How can I delete all lines in a text file which have fewer than 'x' letters OR numbers OR symbols? I can't use awk 'length($0)>' as it will include spaces.

  • 1
    For clarity: is it "delete if n[alpha] < x OR n[digit] < x"? (It seems so). Or "delete if n[alnum] < x" (alnum including both number and letters)? – fra-san Apr 13 '20 at 8:10
  • 6
    ...and: what do you mean by "symbols"? It could help if you provided a small sample of text and the expected result of processing. – fra-san Apr 13 '20 at 8:22

Assuming you want to delete lines that contain less than n graphical symbols:

awk -v n=5 '{ line = $0; gsub("[^[:graph:]]", "") } length >= n { print line }'

This deletes all characters that does not match [[:graph:]]. If the length of the string that remains is greater than or equal to n, the (unmodified) line is printed.

The value of n is given on the command line.

[[:graph:]] is equivalent to [[:alnum:][:punct:]], which in turn is the same as [[:alpha:][:digit:][:punct:]]. It is roughly the same as [[:print:]] but does not match spaces.

Instead of [^[:graph:]], you could possibly use [[:blank:]] to delete all tabs or spaces.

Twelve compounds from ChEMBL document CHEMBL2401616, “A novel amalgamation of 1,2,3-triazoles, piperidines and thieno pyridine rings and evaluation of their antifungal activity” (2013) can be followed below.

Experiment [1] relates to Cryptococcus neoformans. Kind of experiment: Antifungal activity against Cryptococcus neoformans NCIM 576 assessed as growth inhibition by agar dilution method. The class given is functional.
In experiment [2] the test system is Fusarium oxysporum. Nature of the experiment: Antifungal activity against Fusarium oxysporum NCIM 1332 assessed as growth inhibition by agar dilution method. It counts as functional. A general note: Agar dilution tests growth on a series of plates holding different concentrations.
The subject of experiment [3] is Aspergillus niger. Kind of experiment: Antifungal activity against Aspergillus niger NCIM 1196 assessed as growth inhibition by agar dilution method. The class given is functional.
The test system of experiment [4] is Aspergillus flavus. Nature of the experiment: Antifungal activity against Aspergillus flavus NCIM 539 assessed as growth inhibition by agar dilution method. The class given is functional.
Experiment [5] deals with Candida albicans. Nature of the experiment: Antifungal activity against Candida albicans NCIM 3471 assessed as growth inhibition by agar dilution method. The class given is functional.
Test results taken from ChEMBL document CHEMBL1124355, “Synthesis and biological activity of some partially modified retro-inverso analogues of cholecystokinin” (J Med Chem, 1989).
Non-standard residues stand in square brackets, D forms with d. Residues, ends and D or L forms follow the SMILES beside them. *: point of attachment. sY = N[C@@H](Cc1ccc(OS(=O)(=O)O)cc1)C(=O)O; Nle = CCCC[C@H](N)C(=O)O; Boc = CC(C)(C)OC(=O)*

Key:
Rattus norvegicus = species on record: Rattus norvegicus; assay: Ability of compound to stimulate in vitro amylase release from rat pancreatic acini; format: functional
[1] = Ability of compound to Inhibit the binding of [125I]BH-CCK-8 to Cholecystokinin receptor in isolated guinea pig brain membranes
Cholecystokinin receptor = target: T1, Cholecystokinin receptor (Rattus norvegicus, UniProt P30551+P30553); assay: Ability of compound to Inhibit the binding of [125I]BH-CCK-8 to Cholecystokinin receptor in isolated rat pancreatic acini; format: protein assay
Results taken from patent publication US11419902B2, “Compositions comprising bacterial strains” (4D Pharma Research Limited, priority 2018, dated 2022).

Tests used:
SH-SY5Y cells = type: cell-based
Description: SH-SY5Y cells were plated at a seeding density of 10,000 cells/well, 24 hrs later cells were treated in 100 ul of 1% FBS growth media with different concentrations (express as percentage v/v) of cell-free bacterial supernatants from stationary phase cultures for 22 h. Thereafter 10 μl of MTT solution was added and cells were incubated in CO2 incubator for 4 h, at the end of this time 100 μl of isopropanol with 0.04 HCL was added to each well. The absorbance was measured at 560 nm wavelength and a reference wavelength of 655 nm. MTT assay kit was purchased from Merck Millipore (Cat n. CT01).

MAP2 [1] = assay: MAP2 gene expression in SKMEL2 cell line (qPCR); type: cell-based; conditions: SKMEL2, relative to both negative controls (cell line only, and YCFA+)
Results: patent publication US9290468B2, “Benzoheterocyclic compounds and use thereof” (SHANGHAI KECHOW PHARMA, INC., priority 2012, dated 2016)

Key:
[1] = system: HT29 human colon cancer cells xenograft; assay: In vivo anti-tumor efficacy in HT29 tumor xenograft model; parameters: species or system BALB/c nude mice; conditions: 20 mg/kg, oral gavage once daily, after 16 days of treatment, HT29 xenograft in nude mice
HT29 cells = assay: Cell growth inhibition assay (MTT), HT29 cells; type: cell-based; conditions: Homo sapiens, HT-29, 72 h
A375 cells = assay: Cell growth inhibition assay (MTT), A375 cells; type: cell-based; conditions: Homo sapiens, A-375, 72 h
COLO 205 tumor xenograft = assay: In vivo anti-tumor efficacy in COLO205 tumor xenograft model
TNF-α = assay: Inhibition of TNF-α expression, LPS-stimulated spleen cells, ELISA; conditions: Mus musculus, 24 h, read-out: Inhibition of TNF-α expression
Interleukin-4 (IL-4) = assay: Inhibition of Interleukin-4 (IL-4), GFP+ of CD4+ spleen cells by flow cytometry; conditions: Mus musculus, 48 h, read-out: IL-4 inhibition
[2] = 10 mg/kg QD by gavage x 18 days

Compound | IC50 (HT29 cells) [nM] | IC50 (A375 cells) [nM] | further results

With sed, following the above awk code almost literally,

sed -e 'h; s/[^[:graph:]]//g' \
    -e '/.\{5\}/!d; g'

or, simplified (only counting non-blank characters),

sed -e 'h; s/[[:blank:]]//g' \
    -e '/...../!d; g'

This first saves the current line into the hold space with h. It then deletes all non-graph characters (or blank characters in the second variation) on the line with s///g. If the line then contains less than 5 characters (change this to whatever number you want, or change the number of dots in the second variation), the line is deleted. Else, the stored line is fetched from the hold space with g and (implicitly) printed.

sed -e 's/[^[:space:][:cntrl:]]/&/20' -e t -e d < file